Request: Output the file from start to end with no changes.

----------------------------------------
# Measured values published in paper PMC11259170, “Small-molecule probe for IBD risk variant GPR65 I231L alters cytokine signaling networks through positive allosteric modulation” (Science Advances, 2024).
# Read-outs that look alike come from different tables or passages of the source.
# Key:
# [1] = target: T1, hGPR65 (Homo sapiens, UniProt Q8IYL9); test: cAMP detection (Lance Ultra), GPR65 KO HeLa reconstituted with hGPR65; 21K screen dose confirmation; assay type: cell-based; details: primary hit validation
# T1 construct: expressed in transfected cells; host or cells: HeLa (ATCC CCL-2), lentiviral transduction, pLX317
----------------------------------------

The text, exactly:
# Measured values published in paper PMC11259170, “Small-molecule probe for IBD risk variant GPR65 I231L alters cytokine signaling networks through positive allosteric modulation” (Science Advances, 2024).
# Read-outs that look alike come from different tables or passages of the source.
# Key:
# [1] = target: T1, hGPR65 (Homo sapiens, UniProt Q8IYL9); test: cAMP detection (Lance Ultra), GPR65 KO HeLa reconstituted with hGPR65; 21K screen dose confirmation; assay type: cell-based; details: primary hit validation
# T1 construct: expressed in transfected cells; host or cells: HeLa (ATCC CCL-2), lentiviral transduction, pLX317